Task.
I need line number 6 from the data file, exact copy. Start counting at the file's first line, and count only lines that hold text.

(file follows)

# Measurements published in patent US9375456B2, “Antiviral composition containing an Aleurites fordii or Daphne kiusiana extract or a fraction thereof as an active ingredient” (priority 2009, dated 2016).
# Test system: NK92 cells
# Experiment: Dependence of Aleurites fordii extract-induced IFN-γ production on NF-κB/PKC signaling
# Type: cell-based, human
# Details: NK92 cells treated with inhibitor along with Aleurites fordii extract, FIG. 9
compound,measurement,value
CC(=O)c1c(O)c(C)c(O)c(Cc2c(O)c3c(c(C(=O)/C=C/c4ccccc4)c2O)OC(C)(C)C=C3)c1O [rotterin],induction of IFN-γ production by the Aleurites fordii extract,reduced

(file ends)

compound,measurement,value